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PM’s claim ocean plastics are ‘more immediate threat’ disputed by scientists

“Not only to the wellbeing of our oceans from an environmental perspective, but they have quite significant impacts on health, particularly in the Pacific Island communities, particularly when you’re talking about nano plastics.”

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But Professor Abram, who works for the Australian National University, rejected the Prime Minister’s premise.

“I don’t think that is true,” she told the ABC. “Certainly plastic pollution in our oceans is a serious threat. It’s something people can actually see and so I think that makes it seem like a more immediate threat. But we’re already seeing that the oceans are taking a huge hit from climate change.”

Professor Abram was a lead author on the United Nations’ Intergovernmental Panel on Climate Change (IPCC), released on Wednesday,  which warned that warming oceans and melting sea glaciers would raise sea levels by between 30cm and 60cm by the year 2100 even if global warming were capped at two degrees Celsius.

She said oceans were becoming warmer and taking up much carbon dioxide emitted into the atmosphere, which was causing greater acidification and oxygen loss.

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“Plastic pollution on top of that doesn’t help but really these climate change impacts on the ocean are very real and they’re happening now.”

University of Queensland marine science professor John Pandolfi also disagreed with the Prime Minister.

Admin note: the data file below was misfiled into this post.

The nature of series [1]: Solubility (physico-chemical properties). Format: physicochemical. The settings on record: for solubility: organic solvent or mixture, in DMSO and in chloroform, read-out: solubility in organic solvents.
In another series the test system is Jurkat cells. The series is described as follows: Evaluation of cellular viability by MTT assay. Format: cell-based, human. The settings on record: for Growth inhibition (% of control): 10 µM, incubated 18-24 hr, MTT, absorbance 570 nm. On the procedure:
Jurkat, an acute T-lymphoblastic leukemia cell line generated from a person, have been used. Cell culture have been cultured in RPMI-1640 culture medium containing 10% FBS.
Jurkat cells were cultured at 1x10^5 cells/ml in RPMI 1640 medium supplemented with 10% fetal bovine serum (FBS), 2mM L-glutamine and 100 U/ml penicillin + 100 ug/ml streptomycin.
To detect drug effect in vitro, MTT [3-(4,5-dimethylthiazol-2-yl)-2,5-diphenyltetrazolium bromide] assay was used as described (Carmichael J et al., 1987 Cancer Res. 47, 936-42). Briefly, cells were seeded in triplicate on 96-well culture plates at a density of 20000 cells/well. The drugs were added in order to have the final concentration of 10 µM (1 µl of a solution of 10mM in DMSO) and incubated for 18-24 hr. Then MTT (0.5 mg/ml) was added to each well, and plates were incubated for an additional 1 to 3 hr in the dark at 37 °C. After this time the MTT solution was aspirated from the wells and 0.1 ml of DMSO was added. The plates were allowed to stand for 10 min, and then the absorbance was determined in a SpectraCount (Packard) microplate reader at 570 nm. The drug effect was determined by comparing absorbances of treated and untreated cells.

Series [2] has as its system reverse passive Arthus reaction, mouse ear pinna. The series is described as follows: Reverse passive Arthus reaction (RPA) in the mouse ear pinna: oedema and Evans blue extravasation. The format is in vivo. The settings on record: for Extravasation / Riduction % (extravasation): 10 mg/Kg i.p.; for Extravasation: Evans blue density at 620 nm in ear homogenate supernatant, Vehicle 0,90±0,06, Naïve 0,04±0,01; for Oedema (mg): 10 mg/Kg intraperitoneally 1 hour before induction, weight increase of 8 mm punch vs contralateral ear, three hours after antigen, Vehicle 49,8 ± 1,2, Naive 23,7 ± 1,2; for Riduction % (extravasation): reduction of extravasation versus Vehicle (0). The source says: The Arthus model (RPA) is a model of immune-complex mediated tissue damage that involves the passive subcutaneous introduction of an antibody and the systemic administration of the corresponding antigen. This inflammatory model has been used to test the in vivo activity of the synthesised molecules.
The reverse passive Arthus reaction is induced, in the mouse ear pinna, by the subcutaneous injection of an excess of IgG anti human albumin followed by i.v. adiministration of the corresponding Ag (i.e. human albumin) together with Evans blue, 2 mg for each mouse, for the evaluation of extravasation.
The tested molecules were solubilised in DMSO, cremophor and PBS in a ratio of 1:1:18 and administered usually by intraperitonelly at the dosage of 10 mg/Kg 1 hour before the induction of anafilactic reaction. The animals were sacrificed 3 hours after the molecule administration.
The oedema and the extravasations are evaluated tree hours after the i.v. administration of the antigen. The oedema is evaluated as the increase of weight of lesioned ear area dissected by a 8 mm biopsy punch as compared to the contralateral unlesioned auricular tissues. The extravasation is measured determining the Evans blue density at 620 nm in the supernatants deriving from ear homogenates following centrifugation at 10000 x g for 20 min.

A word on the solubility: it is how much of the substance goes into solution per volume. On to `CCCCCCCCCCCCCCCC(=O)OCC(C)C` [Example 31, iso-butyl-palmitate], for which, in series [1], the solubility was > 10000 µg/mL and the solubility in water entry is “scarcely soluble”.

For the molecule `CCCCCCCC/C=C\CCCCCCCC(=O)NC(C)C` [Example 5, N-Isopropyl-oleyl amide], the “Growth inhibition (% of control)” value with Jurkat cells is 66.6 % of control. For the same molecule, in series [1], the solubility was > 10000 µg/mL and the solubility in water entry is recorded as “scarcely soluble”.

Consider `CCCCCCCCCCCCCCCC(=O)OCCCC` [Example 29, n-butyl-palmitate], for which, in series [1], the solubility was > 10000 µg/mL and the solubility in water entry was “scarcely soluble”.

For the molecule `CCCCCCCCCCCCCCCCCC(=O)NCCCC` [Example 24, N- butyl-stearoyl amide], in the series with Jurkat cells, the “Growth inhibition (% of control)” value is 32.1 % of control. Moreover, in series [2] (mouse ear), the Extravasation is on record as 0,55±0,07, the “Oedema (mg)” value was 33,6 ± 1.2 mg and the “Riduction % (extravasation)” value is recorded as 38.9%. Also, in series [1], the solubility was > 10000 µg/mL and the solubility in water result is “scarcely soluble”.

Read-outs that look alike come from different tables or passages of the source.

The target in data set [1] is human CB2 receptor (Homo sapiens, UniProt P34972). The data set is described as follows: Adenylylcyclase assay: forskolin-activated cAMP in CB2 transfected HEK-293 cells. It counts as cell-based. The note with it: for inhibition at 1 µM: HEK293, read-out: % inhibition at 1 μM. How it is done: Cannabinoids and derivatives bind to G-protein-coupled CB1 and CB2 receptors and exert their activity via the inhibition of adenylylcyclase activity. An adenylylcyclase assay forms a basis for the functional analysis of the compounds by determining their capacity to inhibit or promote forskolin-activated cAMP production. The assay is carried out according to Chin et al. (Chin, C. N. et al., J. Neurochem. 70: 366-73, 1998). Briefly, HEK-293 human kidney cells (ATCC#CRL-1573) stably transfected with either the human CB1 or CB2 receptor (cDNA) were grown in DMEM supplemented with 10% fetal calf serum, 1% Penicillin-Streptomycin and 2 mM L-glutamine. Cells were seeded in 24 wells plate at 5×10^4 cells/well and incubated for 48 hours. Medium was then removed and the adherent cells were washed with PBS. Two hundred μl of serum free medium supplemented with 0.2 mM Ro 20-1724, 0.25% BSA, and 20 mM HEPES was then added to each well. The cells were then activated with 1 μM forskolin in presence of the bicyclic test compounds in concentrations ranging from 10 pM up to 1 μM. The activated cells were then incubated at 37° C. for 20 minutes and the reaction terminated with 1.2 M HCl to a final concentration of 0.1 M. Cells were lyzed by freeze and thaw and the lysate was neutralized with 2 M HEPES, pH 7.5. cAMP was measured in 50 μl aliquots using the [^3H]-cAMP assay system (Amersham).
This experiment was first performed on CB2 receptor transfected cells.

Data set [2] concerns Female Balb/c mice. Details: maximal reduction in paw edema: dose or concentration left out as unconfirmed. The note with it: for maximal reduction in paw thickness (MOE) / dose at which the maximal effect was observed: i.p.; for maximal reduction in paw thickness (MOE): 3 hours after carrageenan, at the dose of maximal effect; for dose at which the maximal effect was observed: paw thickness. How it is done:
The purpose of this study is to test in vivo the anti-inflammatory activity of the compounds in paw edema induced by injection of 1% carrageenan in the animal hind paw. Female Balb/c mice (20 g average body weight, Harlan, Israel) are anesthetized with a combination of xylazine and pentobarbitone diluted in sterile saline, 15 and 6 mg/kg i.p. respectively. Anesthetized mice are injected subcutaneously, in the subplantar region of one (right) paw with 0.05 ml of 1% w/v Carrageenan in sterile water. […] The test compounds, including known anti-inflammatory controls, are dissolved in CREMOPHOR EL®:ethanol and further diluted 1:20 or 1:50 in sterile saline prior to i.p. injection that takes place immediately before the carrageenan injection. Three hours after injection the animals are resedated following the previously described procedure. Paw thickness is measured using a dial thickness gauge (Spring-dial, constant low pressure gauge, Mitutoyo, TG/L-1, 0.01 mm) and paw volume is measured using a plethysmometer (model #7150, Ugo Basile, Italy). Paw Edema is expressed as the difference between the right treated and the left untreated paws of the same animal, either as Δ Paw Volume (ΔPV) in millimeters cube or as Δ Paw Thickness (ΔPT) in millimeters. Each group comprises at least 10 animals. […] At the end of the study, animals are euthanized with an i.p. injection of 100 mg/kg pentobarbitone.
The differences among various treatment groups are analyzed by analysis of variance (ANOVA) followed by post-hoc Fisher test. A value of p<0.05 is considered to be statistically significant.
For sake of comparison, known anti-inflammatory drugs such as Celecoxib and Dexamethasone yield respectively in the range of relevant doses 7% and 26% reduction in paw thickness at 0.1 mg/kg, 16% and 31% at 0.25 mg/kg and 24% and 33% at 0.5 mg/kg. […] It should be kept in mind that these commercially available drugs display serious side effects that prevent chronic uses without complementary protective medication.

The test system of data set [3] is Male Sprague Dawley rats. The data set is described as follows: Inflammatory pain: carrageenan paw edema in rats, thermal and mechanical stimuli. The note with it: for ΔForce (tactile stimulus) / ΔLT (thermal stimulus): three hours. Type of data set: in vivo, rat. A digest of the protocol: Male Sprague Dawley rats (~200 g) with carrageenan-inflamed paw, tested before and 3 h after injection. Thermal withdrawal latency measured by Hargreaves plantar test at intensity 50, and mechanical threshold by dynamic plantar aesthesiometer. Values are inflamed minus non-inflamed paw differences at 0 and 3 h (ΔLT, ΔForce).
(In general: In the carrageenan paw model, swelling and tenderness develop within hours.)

“The plastics is just a smokescreen by the Prime Minister to cover the fact he’s not doing what he should be on climate change,” he said.

Professor Pandolfi said plastic pollution in the ocean was a serious issue but tackling climate change should be a bigger focus.

“It’s much more urgent and it’s the bigger priority,” he said.

This week Mr Morrison also told the UN that Australia’s management of the Great Barrier Reef was regarded as “gold standard” for large scale marine protected areas.

Dead coral in the reef around Lizard Island on the northern end of the Great Barrier Reef.

Dead coral in the reef around Lizard Island on the northern end of the Great Barrier Reef.Credit:Kay Davis

But ARC Centre of Excellence for Coral Reef Studies principal research fellow, Andrew Hoey, said climate change was the single greatest threat to the Great Barrier Reef.

Dr Hoey said the Great Barrier Reef Marine Park Authority did a good job of managing local problems.

“But they can’t manage climate change and that’s where the government is letting things down,” he said.

Dr Hoey said he had been diving on the reef for more than 20 years and had noticed substantial changes with more frequent damaging weather events.

“After some of those recent disturbances some areas pretty much looked like a moonscape,” he said.

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